What’s the first thing that comes to mind when you think of the Wisconsin Supreme Court?
A handful of bright legal minds? Sure. A group of truly independent, neutral thinkers able to review our most challenging issues? Probably. Dignified, honorable people who you can trust? Of course. A scary looking woman howling at the moon? Unlikely.
So why is it that in Wisconsin over the past year Supreme Court campaigns have gone from dignified elections between bright legal scholars to races so dirty they would make Karl Rove blush?
The 2008 Supreme Court race between sitting Justice Louis Butler and challenger Mike Gableman is already taking shape as a replay of the 2007 campaign. And while the candidates try to talk directly to voters, shadowy organizations unaffiliated with either campaign are unleashing bruising multimillion-dollar attack ads, sullying the fine reputation of Wisconsin’s courts.
The long-term affect of these groups, led mainly by Wisconsin Manufacturers and Commerce (WMC), is that the average person in Wisconsin will have less trust in the judicial system.
A solution to this growing issue does exist.
Senate Bill 171, the Impartial Justice Bill, would take campaign donations out of the equation for electing Supreme Court justices in Wisconsin and limit the impact of groups like WMC by creating a system of full public financing for Supreme Court candidates.
Individual candidate spending in Supreme Court races would be capped at $400,000 and those who are bludgeoned by misleading, negative attacks will be granted limited matching funds.
While some might not believe it is optimal for state dollars to be spent on such elections, the alternative – allowing big special interest groups to bring partisan politics and multimillion-dollar campaigns into the courtroom – is far worse.
Last year all seven Wisconsin Supreme Court justices signed a letter supporting “the concept of realistic, meaningful public financing for Supreme Court elections…”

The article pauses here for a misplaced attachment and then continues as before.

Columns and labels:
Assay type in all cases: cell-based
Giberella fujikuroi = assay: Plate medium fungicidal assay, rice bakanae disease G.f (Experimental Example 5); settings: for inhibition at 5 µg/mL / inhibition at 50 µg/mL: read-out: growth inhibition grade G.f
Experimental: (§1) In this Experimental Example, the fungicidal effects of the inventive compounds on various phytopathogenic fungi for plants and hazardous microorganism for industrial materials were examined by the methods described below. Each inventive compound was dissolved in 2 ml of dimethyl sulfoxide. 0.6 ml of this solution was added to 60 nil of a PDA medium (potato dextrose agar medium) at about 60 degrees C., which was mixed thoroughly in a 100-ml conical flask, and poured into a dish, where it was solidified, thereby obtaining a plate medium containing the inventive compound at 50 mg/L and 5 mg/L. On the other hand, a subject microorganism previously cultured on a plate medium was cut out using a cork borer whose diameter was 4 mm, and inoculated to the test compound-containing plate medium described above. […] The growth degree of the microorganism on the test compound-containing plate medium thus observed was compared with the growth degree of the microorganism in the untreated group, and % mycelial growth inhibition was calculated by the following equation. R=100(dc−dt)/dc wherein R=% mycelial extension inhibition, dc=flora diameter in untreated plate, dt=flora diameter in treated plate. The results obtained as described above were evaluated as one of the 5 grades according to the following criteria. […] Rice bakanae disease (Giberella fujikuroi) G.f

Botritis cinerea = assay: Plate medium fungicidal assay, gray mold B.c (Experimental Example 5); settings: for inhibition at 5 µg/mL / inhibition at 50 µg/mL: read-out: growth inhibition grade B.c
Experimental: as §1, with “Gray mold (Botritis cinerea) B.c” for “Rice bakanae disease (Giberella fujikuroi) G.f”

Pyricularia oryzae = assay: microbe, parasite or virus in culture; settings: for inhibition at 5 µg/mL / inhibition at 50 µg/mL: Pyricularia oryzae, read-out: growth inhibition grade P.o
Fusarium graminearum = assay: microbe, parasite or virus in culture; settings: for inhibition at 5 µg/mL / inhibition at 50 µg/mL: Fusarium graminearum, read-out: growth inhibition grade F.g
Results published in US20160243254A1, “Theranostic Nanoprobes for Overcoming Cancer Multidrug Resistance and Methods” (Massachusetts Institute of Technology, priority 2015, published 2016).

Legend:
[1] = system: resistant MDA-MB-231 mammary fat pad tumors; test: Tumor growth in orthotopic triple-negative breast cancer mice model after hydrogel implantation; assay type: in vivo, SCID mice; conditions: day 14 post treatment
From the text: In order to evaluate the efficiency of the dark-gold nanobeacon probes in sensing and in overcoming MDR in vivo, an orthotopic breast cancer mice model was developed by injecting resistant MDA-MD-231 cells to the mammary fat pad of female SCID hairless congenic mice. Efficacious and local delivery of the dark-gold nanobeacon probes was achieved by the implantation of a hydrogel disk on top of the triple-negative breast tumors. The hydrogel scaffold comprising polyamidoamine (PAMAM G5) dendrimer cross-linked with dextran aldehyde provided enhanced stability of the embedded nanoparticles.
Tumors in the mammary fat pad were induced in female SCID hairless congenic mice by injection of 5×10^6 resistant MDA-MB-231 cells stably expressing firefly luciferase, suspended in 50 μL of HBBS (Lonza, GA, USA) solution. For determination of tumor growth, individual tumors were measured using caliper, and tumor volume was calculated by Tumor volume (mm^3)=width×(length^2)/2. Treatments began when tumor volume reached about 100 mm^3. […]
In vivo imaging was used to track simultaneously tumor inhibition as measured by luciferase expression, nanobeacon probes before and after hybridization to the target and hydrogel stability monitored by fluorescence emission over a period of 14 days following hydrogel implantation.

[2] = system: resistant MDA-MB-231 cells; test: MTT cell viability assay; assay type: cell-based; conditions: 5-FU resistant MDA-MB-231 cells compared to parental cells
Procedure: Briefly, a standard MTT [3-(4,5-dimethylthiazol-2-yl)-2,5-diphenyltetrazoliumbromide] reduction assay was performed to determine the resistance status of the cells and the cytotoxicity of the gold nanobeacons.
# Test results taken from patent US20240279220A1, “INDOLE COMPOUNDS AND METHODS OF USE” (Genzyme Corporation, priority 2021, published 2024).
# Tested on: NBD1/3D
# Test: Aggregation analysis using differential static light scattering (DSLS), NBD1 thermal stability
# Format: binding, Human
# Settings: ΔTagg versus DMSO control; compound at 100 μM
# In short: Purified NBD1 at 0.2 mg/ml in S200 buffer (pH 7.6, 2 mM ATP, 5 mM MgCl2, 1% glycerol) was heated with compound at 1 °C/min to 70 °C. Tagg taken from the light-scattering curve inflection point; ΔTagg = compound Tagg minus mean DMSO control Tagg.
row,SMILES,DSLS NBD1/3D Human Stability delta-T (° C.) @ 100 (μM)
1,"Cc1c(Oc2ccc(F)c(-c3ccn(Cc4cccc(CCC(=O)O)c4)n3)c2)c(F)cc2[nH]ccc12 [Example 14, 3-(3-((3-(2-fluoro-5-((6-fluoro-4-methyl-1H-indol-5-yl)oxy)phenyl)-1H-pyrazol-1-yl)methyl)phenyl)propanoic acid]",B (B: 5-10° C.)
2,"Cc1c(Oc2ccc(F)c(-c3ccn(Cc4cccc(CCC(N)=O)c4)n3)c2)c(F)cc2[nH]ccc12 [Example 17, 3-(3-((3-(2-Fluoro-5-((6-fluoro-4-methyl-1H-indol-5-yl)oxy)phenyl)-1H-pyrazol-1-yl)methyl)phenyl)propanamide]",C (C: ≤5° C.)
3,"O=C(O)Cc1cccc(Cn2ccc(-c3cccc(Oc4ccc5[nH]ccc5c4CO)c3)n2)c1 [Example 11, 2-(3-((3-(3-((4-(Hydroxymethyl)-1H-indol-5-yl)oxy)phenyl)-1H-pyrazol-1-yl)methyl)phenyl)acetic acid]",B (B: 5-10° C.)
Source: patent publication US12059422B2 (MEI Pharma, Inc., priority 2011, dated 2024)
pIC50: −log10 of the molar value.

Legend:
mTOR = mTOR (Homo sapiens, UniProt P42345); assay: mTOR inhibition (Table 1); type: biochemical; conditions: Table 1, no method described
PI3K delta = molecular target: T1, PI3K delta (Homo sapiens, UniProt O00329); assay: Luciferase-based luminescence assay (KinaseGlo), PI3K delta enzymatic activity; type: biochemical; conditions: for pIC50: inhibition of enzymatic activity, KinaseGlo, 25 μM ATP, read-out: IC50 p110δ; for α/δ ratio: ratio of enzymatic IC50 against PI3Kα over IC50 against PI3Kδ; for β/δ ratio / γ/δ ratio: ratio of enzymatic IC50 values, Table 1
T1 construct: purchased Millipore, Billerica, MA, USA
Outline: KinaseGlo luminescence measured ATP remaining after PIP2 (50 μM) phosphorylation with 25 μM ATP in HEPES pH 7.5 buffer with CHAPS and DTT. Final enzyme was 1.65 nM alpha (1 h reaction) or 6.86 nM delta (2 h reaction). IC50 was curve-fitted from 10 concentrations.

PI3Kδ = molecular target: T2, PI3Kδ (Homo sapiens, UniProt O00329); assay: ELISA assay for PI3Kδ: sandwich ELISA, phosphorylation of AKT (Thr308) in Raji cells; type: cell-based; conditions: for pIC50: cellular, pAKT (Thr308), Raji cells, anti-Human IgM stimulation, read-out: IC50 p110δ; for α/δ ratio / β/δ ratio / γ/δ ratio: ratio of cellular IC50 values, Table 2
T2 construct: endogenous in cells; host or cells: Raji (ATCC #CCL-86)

The justices went on to say, “The risk inherent in any non-publicly funded judicial election for this Court is that the public may inaccurately perceive a justice as beholden to individuals or groups that contribute to his or her campaign. Judges must not only be fair, neutral, impartial and non-partisan but also should be so perceived by the public.”
Our courts need to be fair, impartial and independent, and the people of Wisconsin should have full faith in the integrity of the Supreme Court. As citizens of Wisconsin, we all need to take this issue seriously, and join an ever-growing, bi-partisan group supporting the Impartial Justice Bill.
Creating a system of full public financing for these critical races is a far better option than allowing special interests to buy the Supreme Court, giving their issues preference over the rights of average people and removing any shred of impartiality in our judicial system.
Christine Bremer Muggli is the President of the Wisconsin Association for Justice (formerly the Wisconsin Academy of Trial Lawyers), Wisconsin’s largest statewide voluntary attorney organization defending the civil justice system. Look for Christine’s columns each month.